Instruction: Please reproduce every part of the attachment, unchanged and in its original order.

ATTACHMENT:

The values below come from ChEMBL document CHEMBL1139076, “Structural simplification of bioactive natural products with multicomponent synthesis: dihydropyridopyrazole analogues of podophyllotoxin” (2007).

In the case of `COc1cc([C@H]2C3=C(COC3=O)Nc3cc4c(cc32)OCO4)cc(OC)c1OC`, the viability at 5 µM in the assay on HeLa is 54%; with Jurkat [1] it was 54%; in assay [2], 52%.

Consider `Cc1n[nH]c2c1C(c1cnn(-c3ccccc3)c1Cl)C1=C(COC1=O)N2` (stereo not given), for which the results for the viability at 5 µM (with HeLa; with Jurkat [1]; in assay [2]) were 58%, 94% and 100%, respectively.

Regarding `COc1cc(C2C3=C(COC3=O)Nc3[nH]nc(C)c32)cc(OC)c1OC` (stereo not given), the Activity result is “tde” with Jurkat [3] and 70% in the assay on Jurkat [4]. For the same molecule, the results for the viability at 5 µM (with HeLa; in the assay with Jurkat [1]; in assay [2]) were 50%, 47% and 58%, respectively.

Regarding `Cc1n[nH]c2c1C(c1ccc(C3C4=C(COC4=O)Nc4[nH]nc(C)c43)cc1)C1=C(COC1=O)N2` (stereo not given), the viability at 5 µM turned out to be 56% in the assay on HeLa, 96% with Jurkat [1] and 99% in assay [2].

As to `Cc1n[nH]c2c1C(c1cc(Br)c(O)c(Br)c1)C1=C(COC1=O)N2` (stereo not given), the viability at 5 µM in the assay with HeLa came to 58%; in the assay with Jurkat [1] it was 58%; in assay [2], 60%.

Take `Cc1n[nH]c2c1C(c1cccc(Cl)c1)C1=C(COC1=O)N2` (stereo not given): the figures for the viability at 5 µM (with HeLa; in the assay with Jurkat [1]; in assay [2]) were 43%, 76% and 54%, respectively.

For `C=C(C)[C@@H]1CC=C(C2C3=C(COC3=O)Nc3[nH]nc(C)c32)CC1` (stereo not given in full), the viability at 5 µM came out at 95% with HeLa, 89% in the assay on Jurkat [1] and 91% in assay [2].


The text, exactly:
The values below come from ChEMBL document CHEMBL1139076, “Structural simplification of bioactive natural products with multicomponent synthesis: dihydropyridopyrazole analogues of podophyllotoxin” (2007).

In the case of `COc1cc([C@H]2C3=C(COC3=O)Nc3cc4c(cc32)OCO4)cc(OC)c1OC`, the viability at 5 µM in the assay on HeLa is 54%; with Jurkat [1] it was 54%; in assay [2], 52%.

Consider `Cc1n[nH]c2c1C(c1cnn(-c3ccccc3)c1Cl)C1=C(COC1=O)N2` (stereo not given), for which the results for the viability at 5 µM (with HeLa; with Jurkat [1]; in assay [2]) were 58%, 94% and 100%, respectively.

Regarding `COc1cc(C2C3=C(COC3=O)Nc3[nH]nc(C)c32)cc(OC)c1OC` (stereo not given), the Activity result is “tde” with Jurkat [3] and 70% in the assay on Jurkat [4]. For the same molecule, the results for the viability at 5 µM (with HeLa; in the assay with Jurkat [1]; in assay [2]) were 50%, 47% and 58%, respectively.

Regarding `Cc1n[nH]c2c1C(c1ccc(C3C4=C(COC4=O)Nc4[nH]nc(C)c43)cc1)C1=C(COC1=O)N2` (stereo not given), the viability at 5 µM turned out to be 56% in the assay on HeLa, 96% with Jurkat [1] and 99% in assay [2].

As to `Cc1n[nH]c2c1C(c1cc(Br)c(O)c(Br)c1)C1=C(COC1=O)N2` (stereo not given), the viability at 5 µM in the assay with HeLa came to 58%; in the assay with Jurkat [1] it was 58%; in assay [2], 60%.

Take `Cc1n[nH]c2c1C(c1cccc(Cl)c1)C1=C(COC1=O)N2` (stereo not given): the figures for the viability at 5 µM (with HeLa; in the assay with Jurkat [1]; in assay [2]) were 43%, 76% and 54%, respectively.

For `C=C(C)[C@@H]1CC=C(C2C3=C(COC3=O)Nc3[nH]nc(C)c32)CC1` (stereo not given in full), the viability at 5 µM came out at 95% with HeLa, 89% in the assay on Jurkat [1] and 91% in assay [2].